Reward program is a term that can describe anything from receiving a complimentary item from your local coffee shop, to credit card rewards, multi-retailer programs, and more.
Reward programs are offered in many forms, although most commonly as a card used at the time of purchase to collect points in exchange for a variety of items such as goods and services, cash back, travel discounts, vouchers, and coupons.
You can sign up for reward programs at many of the places you normally shop, including online or through your credit card company.
Types of Reward Programs
- Credit card programs: Most credit card companies offer travel, points, or cash back reward cards. Cash back cards offer a percentage of cash back on eligible expenses, while travel and points cards offer points that may be redeemed for goods or services or can be used toward flights, hotels, car rentals or vacation packages. Many of these programs are specific to the card issuer (i.e. all rewards are redeemed through an in-house program), while others issue points towards outside, multi-retailer programs (listed below). Some credit card reward programs are also linked to a specific chain of retailers that offer higher reward points when you shop at their stores. Keep in mind, while the rewards offered may be high, the cards often have higher interest rates. When considering credit card reward programs, it is a good idea to review any associated monthly or annual fees.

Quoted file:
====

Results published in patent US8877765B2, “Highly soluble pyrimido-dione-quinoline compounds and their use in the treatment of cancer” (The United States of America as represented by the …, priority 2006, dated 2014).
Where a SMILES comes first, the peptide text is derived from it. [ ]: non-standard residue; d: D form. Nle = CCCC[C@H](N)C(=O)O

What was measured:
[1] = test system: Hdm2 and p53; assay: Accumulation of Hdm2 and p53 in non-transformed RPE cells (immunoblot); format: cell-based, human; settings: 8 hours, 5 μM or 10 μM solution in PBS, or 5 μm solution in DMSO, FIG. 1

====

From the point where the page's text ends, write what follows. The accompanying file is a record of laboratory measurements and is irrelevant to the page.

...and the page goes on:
- Multi-retailer programs: Some reward programs include cards that can be used at a group of affiliated retailers to collect points. These points may then be redeemed in the form of cash back on purchases instantly, or you can accumulate points in exchange for items such as travel rewards or gifts. Points collected through multi-retailer programs may expire after a certain period of time. Take note of any expiry dates when signing up for this type of reward program, and evaluate how often you plan on using the program.